Indonesia: Rethinking Internal Security Strategy
Indonesia: Rethinking Internal Security Strategy
Table of Contents
  1. Executive Summary
Indonesia's Police: The Problem of Deadly Force
Indonesia's Police: The Problem of Deadly Force
Report 90 / Asia

Indonesia: Rethinking Internal Security Strategy

A major challenge facing Indonesia's new president, Soesilo Bambang Yudhoyono, is reform of the internal security sector.

Executive Summary

A major challenge facing Indonesia's new president, Soesilo Bambang Yudhoyono, is reform of the internal security sector. He could make an important contribution by initiating a comprehensive review of policy and operations, in order to develop a roadmap to guide organisational reform, a legislative agenda and a strategy for conflict prevention and resolution. Only presidential leadership can trump institutional rivalries and launch a process that is vital to Indonesia's democratisation.

Major problems include:

  • unclear institutional division of labour, particularly between the police and the military (Tentara Nasional Indonesia, TNI);
     
  • contradictory or ambiguously worded legislation on some aspects of internal security and no legislation at all on others;
     
  • lack of accountability of the security services;
     
  • inadequate oversight of operations; and
     
  • no strategic direction.

One of the thorniest issues is the precise division of labour between the police and military. Formal responsibility for internal security has rightly been allocated to the police but there are "grey areas", such as counter-terrorism and counter-insurgency, where the roles are poorly defined. Moreover, even in areas that are exclusively police responsibility, such as upholding law and order, police capacity remains weak. The force needs to be doubled and its performance markedly improved before the military can be confined to external defence, the ultimate goal of most reformers. The question is how to define a transition role for the military in internal security while police capacity is being developed, without further blurring the lines between them. A law on TNI support to the police is currently being drafted, but has become a source of friction.

Intelligence is another difficult area, particularly in light of Indonesia's terrorism problem. The intelligence functions of the police, military, and National Intelligence Agency (BIN) overlap, and coordination is not smooth. The government needs to work out an appropriate division of labour, probably through legislation, but in a way that ensures that all three maintain political neutrality, are subject to civilian oversight, and do not acquire powers beyond what is acceptable in a democratic society.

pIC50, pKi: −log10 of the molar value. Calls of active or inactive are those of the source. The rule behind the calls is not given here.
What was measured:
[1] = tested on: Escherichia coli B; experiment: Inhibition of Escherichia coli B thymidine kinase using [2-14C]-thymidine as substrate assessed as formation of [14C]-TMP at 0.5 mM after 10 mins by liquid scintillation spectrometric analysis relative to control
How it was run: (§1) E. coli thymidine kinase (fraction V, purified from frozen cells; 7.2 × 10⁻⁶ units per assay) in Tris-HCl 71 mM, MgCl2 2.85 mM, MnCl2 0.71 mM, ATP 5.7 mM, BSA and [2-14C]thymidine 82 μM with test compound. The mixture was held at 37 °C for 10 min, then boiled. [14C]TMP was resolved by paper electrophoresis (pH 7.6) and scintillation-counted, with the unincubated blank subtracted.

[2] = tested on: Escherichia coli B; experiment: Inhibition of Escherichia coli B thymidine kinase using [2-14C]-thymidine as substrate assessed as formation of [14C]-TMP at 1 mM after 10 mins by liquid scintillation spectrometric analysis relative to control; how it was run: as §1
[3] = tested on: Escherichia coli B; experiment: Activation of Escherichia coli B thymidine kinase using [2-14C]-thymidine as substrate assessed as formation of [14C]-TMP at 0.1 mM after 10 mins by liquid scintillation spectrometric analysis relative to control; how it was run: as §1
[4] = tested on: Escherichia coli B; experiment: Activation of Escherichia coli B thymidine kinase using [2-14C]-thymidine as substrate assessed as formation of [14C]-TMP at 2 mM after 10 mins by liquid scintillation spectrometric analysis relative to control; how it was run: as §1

The president has several options for addressing another problem, the lack of any clear policy direction or control over internal security. One possibility is to strengthen the office of the Coordinating Minister for Political, Legal, and Security Affairs, his old job. Another is to create a U.S.-style National Security Council, an idea much talked about but difficult to implement without a legislative mandate. He could also give the internal security portfolio to an existing ministry, or create a new ministry for the purpose. But any new bureaucratic arrangement would require funding, and the president would have an uphill battle to secure the necessary support from an obstreperous parliament he does not control.

No reforms are likely to succeed, however, without effective, professional oversight mechanisms involving the parliament, the courts, parts of the executive branch itself, and civil society. Without both fiscal and human rights accountability, legislative or bureaucratic changes can only go part way toward solving the problems.

As a first step toward a comprehensive review of internal security, the Yudhoyono government should consider producing a concept paper that defines the problems, allocates responsibilities among different bodies, provides guidance on capability development, and identifies how these will change as conflict is resolved and capacity improves.

Jakarta/Brussels, 20 December 2004

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